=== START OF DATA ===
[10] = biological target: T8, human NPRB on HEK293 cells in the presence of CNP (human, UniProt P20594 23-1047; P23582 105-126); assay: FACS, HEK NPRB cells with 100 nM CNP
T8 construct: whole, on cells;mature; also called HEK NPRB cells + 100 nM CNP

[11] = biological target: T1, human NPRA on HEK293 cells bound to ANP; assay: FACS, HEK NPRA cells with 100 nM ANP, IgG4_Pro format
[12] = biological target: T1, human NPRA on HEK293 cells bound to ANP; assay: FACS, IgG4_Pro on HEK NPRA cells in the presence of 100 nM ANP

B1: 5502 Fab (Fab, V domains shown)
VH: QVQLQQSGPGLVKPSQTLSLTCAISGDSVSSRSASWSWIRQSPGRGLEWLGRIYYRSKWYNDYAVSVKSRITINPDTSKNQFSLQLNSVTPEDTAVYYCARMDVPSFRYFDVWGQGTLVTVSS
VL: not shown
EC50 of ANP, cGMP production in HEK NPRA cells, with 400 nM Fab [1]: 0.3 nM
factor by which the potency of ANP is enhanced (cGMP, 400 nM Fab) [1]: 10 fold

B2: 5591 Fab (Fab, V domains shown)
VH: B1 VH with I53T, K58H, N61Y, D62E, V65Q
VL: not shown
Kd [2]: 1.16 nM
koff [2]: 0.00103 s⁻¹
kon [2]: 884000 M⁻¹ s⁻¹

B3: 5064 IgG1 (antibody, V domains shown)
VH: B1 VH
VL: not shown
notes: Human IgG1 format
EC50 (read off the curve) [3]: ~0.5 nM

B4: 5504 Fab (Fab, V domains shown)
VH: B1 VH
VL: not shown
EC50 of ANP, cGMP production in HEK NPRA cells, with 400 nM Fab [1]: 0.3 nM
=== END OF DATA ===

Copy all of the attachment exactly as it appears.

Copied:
[10] = biological target: T8, human NPRB on HEK293 cells in the presence of CNP (human, UniProt P20594 23-1047; P23582 105-126); assay: FACS, HEK NPRB cells with 100 nM CNP
T8 construct: whole, on cells;mature; also called HEK NPRB cells + 100 nM CNP

[11] = biological target: T1, human NPRA on HEK293 cells bound to ANP; assay: FACS, HEK NPRA cells with 100 nM ANP, IgG4_Pro format
[12] = biological target: T1, human NPRA on HEK293 cells bound to ANP; assay: FACS, IgG4_Pro on HEK NPRA cells in the presence of 100 nM ANP

B1: 5502 Fab (Fab, V domains shown)
VH: QVQLQQSGPGLVKPSQTLSLTCAISGDSVSSRSASWSWIRQSPGRGLEWLGRIYYRSKWYNDYAVSVKSRITINPDTSKNQFSLQLNSVTPEDTAVYYCARMDVPSFRYFDVWGQGTLVTVSS
VL: not shown
EC50 of ANP, cGMP production in HEK NPRA cells, with 400 nM Fab [1]: 0.3 nM
factor by which the potency of ANP is enhanced (cGMP, 400 nM Fab) [1]: 10 fold

B2: 5591 Fab (Fab, V domains shown)
VH: B1 VH with I53T, K58H, N61Y, D62E, V65Q
VL: not shown
Kd [2]: 1.16 nM
koff [2]: 0.00103 s⁻¹
kon [2]: 884000 M⁻¹ s⁻¹

B3: 5064 IgG1 (antibody, V domains shown)
VH: B1 VH
VL: not shown
notes: Human IgG1 format
EC50 (read off the curve) [3]: ~0.5 nM

B4: 5504 Fab (Fab, V domains shown)
VH: B1 VH
VL: not shown
EC50 of ANP, cGMP production in HEK NPRA cells, with 400 nM Fab [1]: 0.3 nM